Education & Outreach Activities and Participation Summary
Several tours conducted at the Ryders Lane Best Management Practices Demonstration Horse Farm at Rutgers University in the fall of 2017 previewed the upcoming research funded through SARE. Tour groups included equine science students from Rowan College as well as international delegations from China. In addition, the research to be conducted over the 2018 grazing season was introduced during the NE-1441 Annual Meeting (webinar, 8-31-2017). The upcoming research was also highlighted in the Rutgers Equine Science Center Annual Report, which is available on the ESC website (http://esc.rutgers.edu/) and was distributed in print to stakeholders in the New Jersey equine industry.
This research project was previewed at the annual Rutgers Horse Management Seminar on February 11, 2018. Preliminary results were shared during the NE-1441 Annual Meeting on August 21, 2018, as well as at the Rutgers Equine Science Center Evening of Science and Celebration on November 9, 2018. Additional tours for university and public groups were also conducted at the Ryders Lane Farm throughout 2018.
The Rutgers Equine Science Center (ESC) provides an established vehicle for widespread dissemination of equine research conducted at Rutgers University. The ESC hosts several educational seminars each year and maintains a world-class website (http://esc.rutgers.edu/) and Facebook page with almost 2,000 followers (as of April 2017). As the project progresses, results will be presented and discussed at regular ESC-sponsored events including our annual Horse Management Seminar for horse and farm owners, which attracts over 100 participants each year; the Equine Science Update, which summarizes the Center’s recent research for the general public; Stakeholder Meetings, and monthly industry meetings. We will also schedule special “Pasture Walk” workshops at the Ryders Lane Best Management Practices Horse Farm to present the results of this project to horse owners and producers interested in implementing integrated grazing systems on their own farms. New Rutgers fact sheets will be published and posted on the NJAES publications page (http://njaes.rutgers.edu/pubs/) and the ESC website and Facebook page.
Scientific publications and presentations at scientific society meetings will also be planned. This material is appropriate for general academics in animal and plant science as well as veterinarians and would be appropriate in journals like The Journal of Animal Science, Journal of Equine Veterinary Science or The Veterinary Journal. The Equine Science Society Symposium, American Society of Animal Science, and Soil Health Conference are a few conferences where this material could be presented. There are also numerous university and regional student competitions including the Mid-Atlantic Nutrition Conference and the New Jersey Agriculture Experiment Station graduate student competition where this material will be presented.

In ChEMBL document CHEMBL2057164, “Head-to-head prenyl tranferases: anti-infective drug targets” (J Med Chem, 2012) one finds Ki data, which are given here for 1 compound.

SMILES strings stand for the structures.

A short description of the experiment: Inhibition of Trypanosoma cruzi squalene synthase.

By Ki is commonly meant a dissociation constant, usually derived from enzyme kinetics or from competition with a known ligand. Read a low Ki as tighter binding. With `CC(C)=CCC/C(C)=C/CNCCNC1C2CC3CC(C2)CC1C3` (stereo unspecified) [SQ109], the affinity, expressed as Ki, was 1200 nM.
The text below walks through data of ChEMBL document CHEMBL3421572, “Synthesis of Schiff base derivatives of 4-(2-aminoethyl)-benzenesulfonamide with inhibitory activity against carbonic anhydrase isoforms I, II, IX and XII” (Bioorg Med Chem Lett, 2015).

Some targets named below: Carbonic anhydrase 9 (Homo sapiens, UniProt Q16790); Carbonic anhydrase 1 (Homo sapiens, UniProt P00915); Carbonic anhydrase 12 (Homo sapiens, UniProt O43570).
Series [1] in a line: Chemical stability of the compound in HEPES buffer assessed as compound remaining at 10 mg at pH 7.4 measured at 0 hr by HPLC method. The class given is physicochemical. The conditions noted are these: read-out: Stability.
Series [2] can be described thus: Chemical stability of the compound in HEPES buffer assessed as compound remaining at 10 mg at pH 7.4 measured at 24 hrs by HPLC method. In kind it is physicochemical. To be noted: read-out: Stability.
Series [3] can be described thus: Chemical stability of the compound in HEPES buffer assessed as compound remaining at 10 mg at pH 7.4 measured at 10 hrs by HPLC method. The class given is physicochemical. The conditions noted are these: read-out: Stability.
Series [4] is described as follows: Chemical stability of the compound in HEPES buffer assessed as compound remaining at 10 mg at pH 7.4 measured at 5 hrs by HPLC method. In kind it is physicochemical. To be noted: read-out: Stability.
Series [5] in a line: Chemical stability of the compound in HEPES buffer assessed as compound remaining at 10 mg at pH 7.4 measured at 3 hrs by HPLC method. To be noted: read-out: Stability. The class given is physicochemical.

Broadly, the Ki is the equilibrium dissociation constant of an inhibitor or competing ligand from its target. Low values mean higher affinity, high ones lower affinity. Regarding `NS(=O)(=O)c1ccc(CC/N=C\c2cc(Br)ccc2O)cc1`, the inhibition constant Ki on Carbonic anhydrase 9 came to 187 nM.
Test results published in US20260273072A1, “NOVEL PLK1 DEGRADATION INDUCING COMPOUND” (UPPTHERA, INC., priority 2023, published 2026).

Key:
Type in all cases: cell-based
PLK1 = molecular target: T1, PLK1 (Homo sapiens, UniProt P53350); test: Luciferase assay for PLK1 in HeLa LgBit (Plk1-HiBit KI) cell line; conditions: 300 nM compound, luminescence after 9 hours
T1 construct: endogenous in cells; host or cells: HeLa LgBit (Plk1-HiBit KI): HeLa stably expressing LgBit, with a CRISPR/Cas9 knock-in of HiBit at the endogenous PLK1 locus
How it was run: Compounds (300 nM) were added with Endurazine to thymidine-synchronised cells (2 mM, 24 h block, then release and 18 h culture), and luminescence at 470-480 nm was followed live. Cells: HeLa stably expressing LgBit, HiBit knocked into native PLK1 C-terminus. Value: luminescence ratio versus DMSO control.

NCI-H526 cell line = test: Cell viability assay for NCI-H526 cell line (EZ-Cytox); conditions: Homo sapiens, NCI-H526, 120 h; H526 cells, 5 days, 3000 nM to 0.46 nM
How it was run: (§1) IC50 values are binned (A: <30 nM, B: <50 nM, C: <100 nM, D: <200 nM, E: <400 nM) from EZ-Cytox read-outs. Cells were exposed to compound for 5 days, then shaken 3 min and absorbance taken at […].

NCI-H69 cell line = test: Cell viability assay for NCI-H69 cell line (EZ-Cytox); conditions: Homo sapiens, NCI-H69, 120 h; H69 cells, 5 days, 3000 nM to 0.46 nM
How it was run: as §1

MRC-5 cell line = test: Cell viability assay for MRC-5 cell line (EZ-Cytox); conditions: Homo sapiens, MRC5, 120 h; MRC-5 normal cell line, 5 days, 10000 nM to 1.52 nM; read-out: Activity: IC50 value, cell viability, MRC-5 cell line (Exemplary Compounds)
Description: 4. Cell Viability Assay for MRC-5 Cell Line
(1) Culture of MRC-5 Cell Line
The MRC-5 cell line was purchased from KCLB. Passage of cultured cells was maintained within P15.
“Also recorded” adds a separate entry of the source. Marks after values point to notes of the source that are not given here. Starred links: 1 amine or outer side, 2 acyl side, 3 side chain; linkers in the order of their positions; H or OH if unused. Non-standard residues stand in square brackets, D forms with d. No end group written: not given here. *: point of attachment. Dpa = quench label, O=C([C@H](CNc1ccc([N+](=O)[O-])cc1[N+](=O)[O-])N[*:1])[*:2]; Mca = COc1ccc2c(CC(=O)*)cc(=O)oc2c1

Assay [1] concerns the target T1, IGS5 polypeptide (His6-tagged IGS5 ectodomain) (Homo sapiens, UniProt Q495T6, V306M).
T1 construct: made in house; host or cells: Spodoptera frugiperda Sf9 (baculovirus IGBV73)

The PI of this project is involved with a regional USDA project called NE-1441: Horses and the Environment. In its eighth year as a multi-state project, NE-1441 incorporates the best regionally available data about animal use, feed, manure storage and disposal, pasture/cropping management, soil and environmental quality, erosion control, and site characteristics to meet the goal of minimizing negative environmental impacts of equine operations on soil, water, and air quality. Participating states include NJ, VA, MA, SD, MD, MN, NC, FL and PA. NE-1441 provides a national format for disseminating the results of this study.
Primary data collection will occur April-November 2019.
However, we anticipate that the results of this project will provide much-needed data on forage yield, persistence (vegetative cover), nutritional value, and production costs associated with integration of warm-season grasses into cool-season temperate pastures in the upper transition zone. Discoveries in this area could have real-world impact on horse producers, informing management decisions and shaping best management practices in equine grazing designed to improve economic and environmental sustainability of equine operations. In addition, these results will provide key information for other livestock producers interested in alternative forages.
In New Jersey alone, there are 42,500 equine animals and 7,200 equine operations covering 176,000 acres of land (Rutgers Equine Science Center 2007). Results of this project have the potential to influence the pasture management decisions of many of these operators. From an environmental standpoint, continued development and promotion of best management practices in horse grazing serves to protect valuable resources, such as soil and water. From an economic perspective, teaching farm owners how to reduce costs through pasture best management practices can positively impact the financial sustainability of individual businesses, protecting the stability and viability of the entire industry.
Data collection for the full study will begin at the start of the 2019 grazing season (April-May 2019). As the research progresses, more details will be added to this section.
In addition to the production-centered research focused on in this project, additional grant funding has been secured to expand on the impact of integrating warm season grasses in to cool-season rotational grazing system on equine health. We are specifically interested in assessing if these alternative forages affect intake and if any alterations in intake are sufficient to elicit a physiological response in the horse in glucose/insulin dynamics. We will also evaluate the gut microbiome of grazing horses and determine if there are any differences in microbial community composition or diversity attributable to grazing warm season grasses.